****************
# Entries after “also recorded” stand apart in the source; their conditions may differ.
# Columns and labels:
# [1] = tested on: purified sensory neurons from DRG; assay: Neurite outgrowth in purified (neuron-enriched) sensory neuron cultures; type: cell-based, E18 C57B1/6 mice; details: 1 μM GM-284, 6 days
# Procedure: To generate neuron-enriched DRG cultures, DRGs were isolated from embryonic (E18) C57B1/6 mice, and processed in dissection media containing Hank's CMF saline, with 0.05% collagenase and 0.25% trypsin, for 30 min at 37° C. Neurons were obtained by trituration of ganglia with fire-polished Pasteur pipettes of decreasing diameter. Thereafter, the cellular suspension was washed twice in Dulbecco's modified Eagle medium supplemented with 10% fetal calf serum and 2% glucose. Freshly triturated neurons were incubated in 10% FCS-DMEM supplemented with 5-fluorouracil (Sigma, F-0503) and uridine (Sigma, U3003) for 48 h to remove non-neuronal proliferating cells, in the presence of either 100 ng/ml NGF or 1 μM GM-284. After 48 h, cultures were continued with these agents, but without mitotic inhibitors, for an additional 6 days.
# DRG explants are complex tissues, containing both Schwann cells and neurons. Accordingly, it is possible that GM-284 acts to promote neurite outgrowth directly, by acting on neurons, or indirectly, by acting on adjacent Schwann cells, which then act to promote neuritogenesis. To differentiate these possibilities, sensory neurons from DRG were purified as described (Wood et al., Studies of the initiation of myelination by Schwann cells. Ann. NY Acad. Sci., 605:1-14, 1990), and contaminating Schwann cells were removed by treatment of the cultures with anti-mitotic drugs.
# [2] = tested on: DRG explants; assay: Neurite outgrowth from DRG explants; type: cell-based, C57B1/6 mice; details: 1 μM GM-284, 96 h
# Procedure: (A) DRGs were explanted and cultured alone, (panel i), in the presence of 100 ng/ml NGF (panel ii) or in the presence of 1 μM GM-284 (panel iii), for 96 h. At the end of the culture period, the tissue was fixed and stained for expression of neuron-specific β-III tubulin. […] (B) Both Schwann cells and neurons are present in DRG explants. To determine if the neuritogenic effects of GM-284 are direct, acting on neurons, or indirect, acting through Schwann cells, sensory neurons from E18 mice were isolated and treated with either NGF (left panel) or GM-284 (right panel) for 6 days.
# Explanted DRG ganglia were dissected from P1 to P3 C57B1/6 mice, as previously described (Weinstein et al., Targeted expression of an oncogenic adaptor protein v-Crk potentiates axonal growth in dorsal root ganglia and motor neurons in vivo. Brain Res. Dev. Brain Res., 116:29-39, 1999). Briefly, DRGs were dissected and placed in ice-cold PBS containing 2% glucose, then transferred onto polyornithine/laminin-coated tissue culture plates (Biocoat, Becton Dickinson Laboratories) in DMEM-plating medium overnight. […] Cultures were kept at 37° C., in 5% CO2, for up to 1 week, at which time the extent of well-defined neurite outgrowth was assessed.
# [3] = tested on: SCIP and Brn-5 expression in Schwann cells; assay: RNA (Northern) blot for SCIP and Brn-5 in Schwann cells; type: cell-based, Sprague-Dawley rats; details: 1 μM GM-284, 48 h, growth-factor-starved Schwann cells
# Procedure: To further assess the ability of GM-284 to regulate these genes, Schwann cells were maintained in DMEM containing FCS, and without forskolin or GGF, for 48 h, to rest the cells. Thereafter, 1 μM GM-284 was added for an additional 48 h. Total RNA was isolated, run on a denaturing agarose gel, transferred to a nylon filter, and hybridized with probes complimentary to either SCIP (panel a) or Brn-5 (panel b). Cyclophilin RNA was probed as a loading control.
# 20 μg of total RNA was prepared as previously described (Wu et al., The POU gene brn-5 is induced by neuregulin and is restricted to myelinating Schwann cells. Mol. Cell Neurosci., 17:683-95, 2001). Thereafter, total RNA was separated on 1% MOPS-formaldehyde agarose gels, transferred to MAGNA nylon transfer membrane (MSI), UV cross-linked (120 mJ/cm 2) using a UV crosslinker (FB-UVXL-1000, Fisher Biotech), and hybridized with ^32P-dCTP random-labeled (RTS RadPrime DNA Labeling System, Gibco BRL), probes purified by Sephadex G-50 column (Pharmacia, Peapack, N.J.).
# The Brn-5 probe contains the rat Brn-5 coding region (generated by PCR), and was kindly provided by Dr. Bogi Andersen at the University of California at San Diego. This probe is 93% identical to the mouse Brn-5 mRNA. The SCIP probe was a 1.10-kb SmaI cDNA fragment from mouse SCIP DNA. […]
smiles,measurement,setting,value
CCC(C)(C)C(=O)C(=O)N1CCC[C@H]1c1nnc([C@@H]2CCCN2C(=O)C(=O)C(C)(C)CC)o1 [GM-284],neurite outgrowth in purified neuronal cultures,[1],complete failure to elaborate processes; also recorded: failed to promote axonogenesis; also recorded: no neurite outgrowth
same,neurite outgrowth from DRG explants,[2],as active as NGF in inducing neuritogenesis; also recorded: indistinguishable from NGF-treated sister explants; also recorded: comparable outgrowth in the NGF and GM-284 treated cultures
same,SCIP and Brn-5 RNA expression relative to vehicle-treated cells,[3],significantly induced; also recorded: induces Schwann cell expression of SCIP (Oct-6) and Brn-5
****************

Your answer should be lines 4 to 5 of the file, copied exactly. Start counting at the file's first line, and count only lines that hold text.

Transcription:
# Procedure: To generate neuron-enriched DRG cultures, DRGs were isolated from embryonic (E18) C57B1/6 mice, and processed in dissection media containing Hank's CMF saline, with 0.05% collagenase and 0.25% trypsin, for 30 min at 37° C. Neurons were obtained by trituration of ganglia with fire-polished Pasteur pipettes of decreasing diameter. Thereafter, the cellular suspension was washed twice in Dulbecco's modified Eagle medium supplemented with 10% fetal calf serum and 2% glucose. Freshly triturated neurons were incubated in 10% FCS-DMEM supplemented with 5-fluorouracil (Sigma, F-0503) and uridine (Sigma, U3003) for 48 h to remove non-neuronal proliferating cells, in the presence of either 100 ng/ml NGF or 1 μM GM-284. After 48 h, cultures were continued with these agents, but without mitotic inhibitors, for an additional 6 days.
# DRG explants are complex tissues, containing both Schwann cells and neurons. Accordingly, it is possible that GM-284 acts to promote neurite outgrowth directly, by acting on neurons, or indirectly, by acting on adjacent Schwann cells, which then act to promote neuritogenesis. To differentiate these possibilities, sensory neurons from DRG were purified as described (Wood et al., Studies of the initiation of myelination by Schwann cells. Ann. NY Acad. Sci., 605:1-14, 1990), and contaminating Schwann cells were removed by treatment of the cultures with anti-mitotic drugs.